While the Grand Forks School Board is preparing to vote on a 28 percent property tax increase Monday, other North Dakota school districts are preparing their budgets for similar scrutiny.

While the Grand Forks School Board is preparing to vote on a 28 percent property tax increase Monday, other North Dakota school districts are preparing their budgets for similar scrutiny.

This year, the state Legislature voted to provide school districts with more state funding in an attempt to cut taxes at local levels.

Each school district received a 50-mill buydown from the state to be passed on as tax relief for property owners. One mill is equal to one-tenth of a penny and is used to determine property taxes.

To residents, this meant there should be no mention of tax increases for 2014.

In Fargo and Minot, taxpayers won’t have to worry about an increase, according to school officials in those cities.

That’s not the case in all districts. Growing enrollment, rising property values and increasing school needs have other districts reporting tax increases.

Scott Privratsky, superintendent of Devils Lakes Public Schools, acknowledges taxpayers were looking for a lot of relief when the state changed its school funding formula to place more financial burden on the state rather than local entities.

“But the state didn’t provide districts with any new money,” he said.

While the state will be picking up a larger portion of Devils Lake’s tab, Privratsky said the amount the district will have to work with would be about the same because the school couldn’t raise as much money from local property taxes.

That’s because of a levy cap put in place by a state law passed earlier this year.

‘False increase’

The tax increases that have residents up in arms are more complicated than they seem, according to school officials.

Many taxpayers found out about their school district’s plan to increase taxes through a mandatory newspaper ad or letter sent to them because the value of their property is expected to increase by more than 10 percent.

According to school officials in several districts, the increase size that appears in the papers and letters is misleading. Often, though an increase is announced, the overall amount of taxes property owners will pay would still be less than the previous year.

In Grand Forks Public Schools’ case, the increase comes from the district passing on 28 mills worth of tax cuts instead of 50 mills in the state buydown. Letters mailed to taxpayers highlighted the increase but also noted the owner of a $165,795 home would still see a decrease of $208 on his or her tax bill.

Not every tax increase is caused by the district holding on to mills.

West Fargo Public Schools plans to decrease its levy by the full 50 mills, but had to announce a tax increase because property values in the district increased 2.1 percent, according to its business manager Mark Lemer.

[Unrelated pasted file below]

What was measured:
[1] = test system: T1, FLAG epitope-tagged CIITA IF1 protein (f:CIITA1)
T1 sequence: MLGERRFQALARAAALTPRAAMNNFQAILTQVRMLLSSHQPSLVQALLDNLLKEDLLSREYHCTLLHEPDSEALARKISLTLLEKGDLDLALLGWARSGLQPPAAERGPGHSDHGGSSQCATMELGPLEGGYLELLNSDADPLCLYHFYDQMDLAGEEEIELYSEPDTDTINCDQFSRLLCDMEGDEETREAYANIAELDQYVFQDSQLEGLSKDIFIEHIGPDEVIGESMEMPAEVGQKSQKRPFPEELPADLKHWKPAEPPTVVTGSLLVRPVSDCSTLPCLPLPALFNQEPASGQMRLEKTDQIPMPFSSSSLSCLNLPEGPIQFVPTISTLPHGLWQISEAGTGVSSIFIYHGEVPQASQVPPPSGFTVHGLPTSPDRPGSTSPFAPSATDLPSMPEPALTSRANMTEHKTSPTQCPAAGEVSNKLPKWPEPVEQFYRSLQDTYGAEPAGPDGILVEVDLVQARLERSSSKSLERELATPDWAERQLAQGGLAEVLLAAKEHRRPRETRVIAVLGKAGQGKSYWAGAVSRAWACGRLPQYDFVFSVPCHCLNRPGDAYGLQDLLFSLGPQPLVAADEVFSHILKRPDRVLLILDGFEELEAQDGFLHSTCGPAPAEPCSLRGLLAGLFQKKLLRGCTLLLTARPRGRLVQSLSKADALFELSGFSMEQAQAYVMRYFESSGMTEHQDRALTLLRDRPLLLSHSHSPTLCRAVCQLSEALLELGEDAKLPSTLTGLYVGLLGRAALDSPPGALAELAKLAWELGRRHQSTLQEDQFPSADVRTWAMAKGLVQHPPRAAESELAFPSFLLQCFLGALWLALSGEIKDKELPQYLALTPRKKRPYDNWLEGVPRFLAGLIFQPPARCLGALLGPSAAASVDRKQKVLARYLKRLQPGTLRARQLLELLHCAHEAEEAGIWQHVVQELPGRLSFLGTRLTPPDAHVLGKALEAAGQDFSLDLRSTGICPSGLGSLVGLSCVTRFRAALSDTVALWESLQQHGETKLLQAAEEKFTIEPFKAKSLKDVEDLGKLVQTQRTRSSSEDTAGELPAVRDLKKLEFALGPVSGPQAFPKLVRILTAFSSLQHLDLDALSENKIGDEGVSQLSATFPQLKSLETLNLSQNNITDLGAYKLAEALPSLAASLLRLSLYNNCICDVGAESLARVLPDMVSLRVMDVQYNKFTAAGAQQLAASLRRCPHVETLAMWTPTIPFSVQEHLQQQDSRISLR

The story is the same at other districts where mills were bought down but property values increased, including Jamestown Public Schools, which, according to business manager Sally Ost, announced a 1.41 percent increase.

Building new

Tax increases may have been a surprise to residents in some districts, but they were expected in others.

Bismarck Public Schools is seeking a 23.3 percent tax increase for the school year. Most of the increase stems from a public vote in September 2012 authorizing the district to build three new schools to keep up with growing enrollment.

A $86.5 million bond will pay for two elementary schools and a high school. Ed Gerhardt, business manager for the district, said the district already had 327 more students in its system than last year — a trend that’s expected to continue.

Across the Missouri River, Mandan Public Schools also is seeking a tax increase for similar reasons. The voter-supported 10.94 percent increase proposed by the district will pay for a $12.5 million elementary school.

“We had to notice a 10.94 percent increase,” business manager Christi Schaefbauer said. “However, if our voters had not given approval to take on debt to build the new school, we would have a zero percent increase.”


Mandan and Bismarck, like other districts adding students, could receive additional money from the state if they’re growing fast enough.

According to Gerhardt, Bismarck will likely be “just a hair under” the rapid-growth threshold of 4 percent. Mandan, with 130 additional students, could hit the mark.

“We may qualify this year,” Schaefbauer said. “It will be very close.”

West Fargo Public Schools anticipates making the cut with about 500 additional students coming into its system this year.

“We won’t have any difficulty qualifying,” Lemer said. He estimates the district will see an extra $1 million when everything shakes out.

Privratsky said Devils Lake would see growth, but the problem is the district — like Grand Forks and Bismarck — isn’t growing fast enough to capture that extra money.

Last month, Grand Forks officials placed much of the blame for their tax increase on paying for students they say the state should be funding.

The state’s formula pays schools per student using the previous year’s fall enrollment numbers. Schools with growing student populations end up paying for additional students not captured in the previous year’s enrollment.

Privratsky estimates his district will grow by about 48 kids this year — about $423,000 in state money it won’t receive for the students.
“We’ll just have to live with it for now,” he said of the formula change.